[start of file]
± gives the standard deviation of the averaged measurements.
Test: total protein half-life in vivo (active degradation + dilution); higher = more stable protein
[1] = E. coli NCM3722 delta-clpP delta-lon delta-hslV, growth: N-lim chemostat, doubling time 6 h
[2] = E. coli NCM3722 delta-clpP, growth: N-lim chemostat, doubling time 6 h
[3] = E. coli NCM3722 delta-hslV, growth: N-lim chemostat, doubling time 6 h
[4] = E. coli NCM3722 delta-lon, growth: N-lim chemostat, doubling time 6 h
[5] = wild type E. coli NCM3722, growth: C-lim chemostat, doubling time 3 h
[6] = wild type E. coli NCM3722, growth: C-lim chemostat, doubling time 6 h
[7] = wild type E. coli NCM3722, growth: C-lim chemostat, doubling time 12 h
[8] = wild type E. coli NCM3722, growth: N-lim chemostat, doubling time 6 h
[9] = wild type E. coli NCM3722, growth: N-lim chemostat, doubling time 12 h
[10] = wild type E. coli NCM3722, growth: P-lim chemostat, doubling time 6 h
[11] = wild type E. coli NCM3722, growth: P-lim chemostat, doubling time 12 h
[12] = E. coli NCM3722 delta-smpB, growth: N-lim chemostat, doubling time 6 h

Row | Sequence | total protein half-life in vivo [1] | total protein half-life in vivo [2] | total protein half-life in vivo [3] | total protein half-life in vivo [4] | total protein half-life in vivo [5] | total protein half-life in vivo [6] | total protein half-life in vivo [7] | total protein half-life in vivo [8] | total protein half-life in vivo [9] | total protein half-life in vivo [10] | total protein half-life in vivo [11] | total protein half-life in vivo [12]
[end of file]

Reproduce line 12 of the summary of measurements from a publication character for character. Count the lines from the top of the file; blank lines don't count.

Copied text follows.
[10] = wild type E. coli NCM3722, growth: P-lim chemostat, doubling time 6 h